A Geek With Guns

Discount security adviser to the proles.

The Fallacy of Passively Resisting a Rapist

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I’m not sure who started this trend but some asshole decided it was a good idea to advise woman to “passively” resist rapists. That advice follows the “just give them what they want and they’ll go away” mentality except in the case of rape what your attacker wants is you. I use the word passive in quotes because passive resistance isn’t resistance in the case of rape. When you become passive you’re still surrendering and once you’ve surrendered control to an attacker you’re situation is entirely lost. A friend on Facebook posted a link to a research paper titled Fighting back works: The case for advocating and teaching self-defense against rape.. The most interesting statement I found in the study was the following:

A thorough review of the available literature has led us to some surprising conclusions about the effectiveness of traditional anti-rape advice. Women are often advised to use non-aggressive strategies against sexual assault (Storaska, 1975; Channing L. Bete Co., What every woman should know about rape, 1989; Channing L. Bete Co., What women and men should know about date rape, 1989). Research suggests that this is poor advice. According to one study (Zoucha-Jensen and Coyne, 1993), women who used non-forceful verbal strategies, such as crying or pleading with the assailant, were raped about 96% of the time. In the same study, women who did nothing to protect themselves were raped about 93% of the time.

“Passive” resistance actually slightly increased a woman’s chance of being raped. To me this makes sense as rape is about power, not sex. By crying and pleading you’re giving the rapist what he wants, which is to break your will and force you to submit to him. On the other hand bullet holes, stab woulds, and/or a collapse trachea are great at stopping a rapist. In fact forceful physical resistance has the best chance of stopping a rapist:

Forceful physical resistance was an extremely successful strategy. The completed rape rate dropped to between 45% and 14% when the rapist’s attempt was met with violent physical force (Kleck and Sayles, 1990; Siegel et al., 1989; Ullman and Knight, 1992; Zoucha-Jensen and Coyne, 1993). Striking was more successful than pushing or wrestling (Quinsey and Upfold, 1985). Physical resistance also appears to be more effective when assault occurs outdoors (Quinsey and Upfold, 1985).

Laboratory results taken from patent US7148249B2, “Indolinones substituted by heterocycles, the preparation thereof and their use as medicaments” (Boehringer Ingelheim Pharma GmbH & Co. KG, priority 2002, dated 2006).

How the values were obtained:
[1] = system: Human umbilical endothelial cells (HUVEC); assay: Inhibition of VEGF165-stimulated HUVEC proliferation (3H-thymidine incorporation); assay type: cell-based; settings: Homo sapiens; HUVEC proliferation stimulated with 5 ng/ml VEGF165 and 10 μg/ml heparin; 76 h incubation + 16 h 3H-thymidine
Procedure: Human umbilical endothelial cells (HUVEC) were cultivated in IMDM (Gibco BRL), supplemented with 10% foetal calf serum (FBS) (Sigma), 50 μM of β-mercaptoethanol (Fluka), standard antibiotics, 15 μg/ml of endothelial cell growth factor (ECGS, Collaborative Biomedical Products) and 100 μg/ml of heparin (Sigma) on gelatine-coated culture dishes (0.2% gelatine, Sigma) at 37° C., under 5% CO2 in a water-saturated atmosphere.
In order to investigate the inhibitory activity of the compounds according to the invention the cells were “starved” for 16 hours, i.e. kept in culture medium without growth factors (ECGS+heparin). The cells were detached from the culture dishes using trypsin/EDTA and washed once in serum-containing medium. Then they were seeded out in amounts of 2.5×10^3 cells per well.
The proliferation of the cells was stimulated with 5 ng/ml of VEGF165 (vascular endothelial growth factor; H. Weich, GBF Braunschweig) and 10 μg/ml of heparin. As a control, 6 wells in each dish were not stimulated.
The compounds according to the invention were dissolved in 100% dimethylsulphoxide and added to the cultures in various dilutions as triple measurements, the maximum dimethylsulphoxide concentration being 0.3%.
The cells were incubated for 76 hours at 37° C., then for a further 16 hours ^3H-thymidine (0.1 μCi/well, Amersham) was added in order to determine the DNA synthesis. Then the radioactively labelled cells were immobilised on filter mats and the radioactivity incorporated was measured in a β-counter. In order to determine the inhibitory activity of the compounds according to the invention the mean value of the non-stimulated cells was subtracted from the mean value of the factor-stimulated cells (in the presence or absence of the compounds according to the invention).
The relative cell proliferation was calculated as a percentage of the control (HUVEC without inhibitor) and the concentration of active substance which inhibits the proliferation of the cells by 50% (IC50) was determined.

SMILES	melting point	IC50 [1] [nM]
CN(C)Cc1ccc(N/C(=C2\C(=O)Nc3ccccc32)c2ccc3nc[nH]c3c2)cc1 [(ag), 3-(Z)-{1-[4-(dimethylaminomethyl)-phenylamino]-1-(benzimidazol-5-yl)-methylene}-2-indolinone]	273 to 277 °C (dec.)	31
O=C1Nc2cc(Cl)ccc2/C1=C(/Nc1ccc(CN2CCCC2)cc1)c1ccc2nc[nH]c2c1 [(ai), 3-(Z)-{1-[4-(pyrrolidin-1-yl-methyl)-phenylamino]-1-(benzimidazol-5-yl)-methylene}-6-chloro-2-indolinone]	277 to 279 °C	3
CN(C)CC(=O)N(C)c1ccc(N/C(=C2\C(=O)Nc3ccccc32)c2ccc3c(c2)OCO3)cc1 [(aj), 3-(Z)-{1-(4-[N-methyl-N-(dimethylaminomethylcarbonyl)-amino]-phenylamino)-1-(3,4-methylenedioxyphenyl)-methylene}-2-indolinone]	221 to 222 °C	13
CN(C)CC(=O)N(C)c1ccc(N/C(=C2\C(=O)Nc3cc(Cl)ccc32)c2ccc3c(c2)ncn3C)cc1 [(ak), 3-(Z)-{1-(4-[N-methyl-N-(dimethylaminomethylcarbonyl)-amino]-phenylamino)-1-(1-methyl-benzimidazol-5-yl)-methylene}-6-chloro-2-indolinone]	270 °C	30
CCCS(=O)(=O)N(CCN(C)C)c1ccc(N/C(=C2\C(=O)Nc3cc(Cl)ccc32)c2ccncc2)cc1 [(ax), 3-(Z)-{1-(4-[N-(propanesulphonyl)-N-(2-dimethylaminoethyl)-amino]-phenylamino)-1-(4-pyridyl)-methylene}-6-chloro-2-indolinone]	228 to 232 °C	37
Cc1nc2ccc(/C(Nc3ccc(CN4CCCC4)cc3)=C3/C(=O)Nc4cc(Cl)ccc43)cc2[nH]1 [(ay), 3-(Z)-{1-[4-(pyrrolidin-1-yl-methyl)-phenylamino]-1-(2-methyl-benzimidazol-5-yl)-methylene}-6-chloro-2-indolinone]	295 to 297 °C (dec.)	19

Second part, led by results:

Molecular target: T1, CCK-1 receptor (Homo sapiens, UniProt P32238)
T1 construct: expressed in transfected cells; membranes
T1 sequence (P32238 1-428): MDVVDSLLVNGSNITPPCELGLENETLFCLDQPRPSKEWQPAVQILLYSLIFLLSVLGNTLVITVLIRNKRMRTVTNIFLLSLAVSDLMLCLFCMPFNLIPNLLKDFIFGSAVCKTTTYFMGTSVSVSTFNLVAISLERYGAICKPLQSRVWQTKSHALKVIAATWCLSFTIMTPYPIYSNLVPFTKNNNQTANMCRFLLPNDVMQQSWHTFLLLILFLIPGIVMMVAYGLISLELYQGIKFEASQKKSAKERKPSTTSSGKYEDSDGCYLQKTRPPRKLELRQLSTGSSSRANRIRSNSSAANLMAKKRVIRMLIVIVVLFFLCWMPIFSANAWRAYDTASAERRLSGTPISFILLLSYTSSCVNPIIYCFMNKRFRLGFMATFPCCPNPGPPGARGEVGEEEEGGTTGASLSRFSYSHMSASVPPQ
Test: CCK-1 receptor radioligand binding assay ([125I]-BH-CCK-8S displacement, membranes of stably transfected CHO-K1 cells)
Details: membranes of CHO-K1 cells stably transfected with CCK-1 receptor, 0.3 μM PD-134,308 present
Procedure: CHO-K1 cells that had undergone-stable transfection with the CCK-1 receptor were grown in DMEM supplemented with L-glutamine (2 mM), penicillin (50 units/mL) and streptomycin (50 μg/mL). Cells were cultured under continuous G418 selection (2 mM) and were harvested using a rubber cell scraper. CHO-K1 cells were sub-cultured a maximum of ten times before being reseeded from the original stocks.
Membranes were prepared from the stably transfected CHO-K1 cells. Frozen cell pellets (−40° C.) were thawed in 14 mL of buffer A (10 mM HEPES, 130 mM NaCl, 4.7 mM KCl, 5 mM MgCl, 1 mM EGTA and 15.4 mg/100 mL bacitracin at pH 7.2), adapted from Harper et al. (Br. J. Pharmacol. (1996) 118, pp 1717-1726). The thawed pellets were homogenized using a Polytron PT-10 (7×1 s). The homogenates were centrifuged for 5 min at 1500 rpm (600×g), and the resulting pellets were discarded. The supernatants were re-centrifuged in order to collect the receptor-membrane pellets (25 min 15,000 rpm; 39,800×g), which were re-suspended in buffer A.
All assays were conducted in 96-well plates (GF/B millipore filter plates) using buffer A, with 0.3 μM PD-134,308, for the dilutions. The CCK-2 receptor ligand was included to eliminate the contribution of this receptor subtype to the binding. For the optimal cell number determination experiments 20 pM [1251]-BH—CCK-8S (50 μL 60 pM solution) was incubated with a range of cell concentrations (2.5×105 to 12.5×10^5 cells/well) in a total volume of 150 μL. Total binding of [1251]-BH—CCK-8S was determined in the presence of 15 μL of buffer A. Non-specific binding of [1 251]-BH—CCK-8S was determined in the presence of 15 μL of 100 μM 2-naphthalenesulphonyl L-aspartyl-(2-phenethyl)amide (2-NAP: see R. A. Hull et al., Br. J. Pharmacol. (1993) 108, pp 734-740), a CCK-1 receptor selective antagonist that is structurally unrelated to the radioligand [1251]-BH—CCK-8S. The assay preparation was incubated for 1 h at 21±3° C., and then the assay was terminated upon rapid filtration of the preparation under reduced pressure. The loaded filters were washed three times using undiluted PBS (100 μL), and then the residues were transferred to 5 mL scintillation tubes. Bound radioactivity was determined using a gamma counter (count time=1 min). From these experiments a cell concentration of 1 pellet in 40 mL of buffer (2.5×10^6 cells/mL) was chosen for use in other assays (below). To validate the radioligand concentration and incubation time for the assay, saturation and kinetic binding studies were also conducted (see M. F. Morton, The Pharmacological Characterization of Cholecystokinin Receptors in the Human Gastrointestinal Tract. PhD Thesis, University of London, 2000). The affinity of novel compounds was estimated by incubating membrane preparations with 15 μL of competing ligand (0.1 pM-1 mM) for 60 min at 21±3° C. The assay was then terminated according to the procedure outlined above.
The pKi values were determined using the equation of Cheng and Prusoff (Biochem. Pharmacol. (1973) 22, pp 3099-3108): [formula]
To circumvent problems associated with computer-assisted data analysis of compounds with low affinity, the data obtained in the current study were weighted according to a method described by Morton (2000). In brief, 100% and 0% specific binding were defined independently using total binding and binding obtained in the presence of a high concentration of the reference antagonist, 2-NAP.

That’s a pretty large drop from the 96% of completed rapes followed by passive verbal resistance. On top of that women who forcefully resist a rapist stand little chance of additional injury:

Second, this argument overlooks the fact that a woman who does not resist is virtually guaranteed to suffer the emotional and physical injury of the rape itself. Even when resisters are injured, the injury is typically much less severe than a completed rape would have been (Kleck and Sayles, 1990; Marchbanks et al., 1990; Siegel et al., 1989; Ullman and Knight, 1991). Of those 40% of resisters who suffered physical damage, only 7% suffered injury as severe as a dislodged tooth. A woman who fights back incurs no demonstrable chance of additional injury, but she gains a 55-86% chance of avoiding rape altogether (Kleck and Sayles, 1990).

The last sentence is most telling, while a woman’s chance of injury goes up negligibly her chance of getting raped dropped dramatically. In addition the physical and emotional damage done by rape is almost always going to be far greater than damage received during forceful resistance. Did I mention woman who used firearms or knives stood a phenomenal chance of avoiding a rape:

Women who used knives or guns in self-defense were raped less than 1% of the time. Defensive use of edged or projectile weapons reduced the rate of injury to statistical insignificance (Kleck and Sayles, 1990).

As I said bullet holes and stab wounds are very good deterrents.

Self-defense classes are invaluable not just for the training in proper fighting methods but for mentally preparing people for self-defense situations. Many people do freeze up when they’re being attacked because they’ve never been taught the proper actions to take in such a scenario. Being able to fight back is only one part of the battle, you must also be willing to fight back.

If you’re one of those unfortunate people who believes passive resistance is the best way to handle a rape situation please do yourself a favor and read the linked paper.

Written by Christopher Burg

January 13th, 2012 at 12:00 pm